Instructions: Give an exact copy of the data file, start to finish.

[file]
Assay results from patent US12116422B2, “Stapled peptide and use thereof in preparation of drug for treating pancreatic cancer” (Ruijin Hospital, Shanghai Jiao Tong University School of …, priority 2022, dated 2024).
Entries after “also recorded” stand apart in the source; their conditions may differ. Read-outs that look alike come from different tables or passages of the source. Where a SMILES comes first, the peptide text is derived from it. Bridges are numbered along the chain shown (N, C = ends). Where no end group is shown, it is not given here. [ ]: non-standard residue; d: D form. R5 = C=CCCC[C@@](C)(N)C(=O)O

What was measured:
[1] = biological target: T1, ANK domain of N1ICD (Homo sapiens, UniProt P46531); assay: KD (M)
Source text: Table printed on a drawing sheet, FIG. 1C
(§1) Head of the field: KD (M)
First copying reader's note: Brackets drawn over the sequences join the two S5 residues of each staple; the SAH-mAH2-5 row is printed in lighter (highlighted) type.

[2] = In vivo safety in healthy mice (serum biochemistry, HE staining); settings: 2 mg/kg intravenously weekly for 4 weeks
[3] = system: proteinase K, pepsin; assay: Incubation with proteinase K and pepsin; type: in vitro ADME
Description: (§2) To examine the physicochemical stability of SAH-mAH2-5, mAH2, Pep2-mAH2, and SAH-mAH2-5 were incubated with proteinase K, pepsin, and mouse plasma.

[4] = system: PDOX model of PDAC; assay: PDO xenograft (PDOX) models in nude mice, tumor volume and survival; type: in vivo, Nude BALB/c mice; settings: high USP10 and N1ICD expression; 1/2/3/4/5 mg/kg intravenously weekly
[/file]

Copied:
Assay results from patent US12116422B2, “Stapled peptide and use thereof in preparation of drug for treating pancreatic cancer” (Ruijin Hospital, Shanghai Jiao Tong University School of …, priority 2022, dated 2024).
Entries after “also recorded” stand apart in the source; their conditions may differ. Read-outs that look alike come from different tables or passages of the source. Where a SMILES comes first, the peptide text is derived from it. Bridges are numbered along the chain shown (N, C = ends). Where no end group is shown, it is not given here. [ ]: non-standard residue; d: D form. R5 = C=CCCC[C@@](C)(N)C(=O)O

What was measured:
[1] = biological target: T1, ANK domain of N1ICD (Homo sapiens, UniProt P46531); assay: KD (M)
Source text: Table printed on a drawing sheet, FIG. 1C
(§1) Head of the field: KD (M)
First copying reader's note: Brackets drawn over the sequences join the two S5 residues of each staple; the SAH-mAH2-5 row is printed in lighter (highlighted) type.

[2] = In vivo safety in healthy mice (serum biochemistry, HE staining); settings: 2 mg/kg intravenously weekly for 4 weeks
[3] = system: proteinase K, pepsin; assay: Incubation with proteinase K and pepsin; type: in vitro ADME
Description: (§2) To examine the physicochemical stability of SAH-mAH2-5, mAH2, Pep2-mAH2, and SAH-mAH2-5 were incubated with proteinase K, pepsin, and mouse plasma.

[4] = system: PDOX model of PDAC; assay: PDO xenograft (PDOX) models in nude mice, tumor volume and survival; type: in vivo, Nude BALB/c mice; settings: high USP10 and N1ICD expression; 1/2/3/4/5 mg/kg intravenously weekly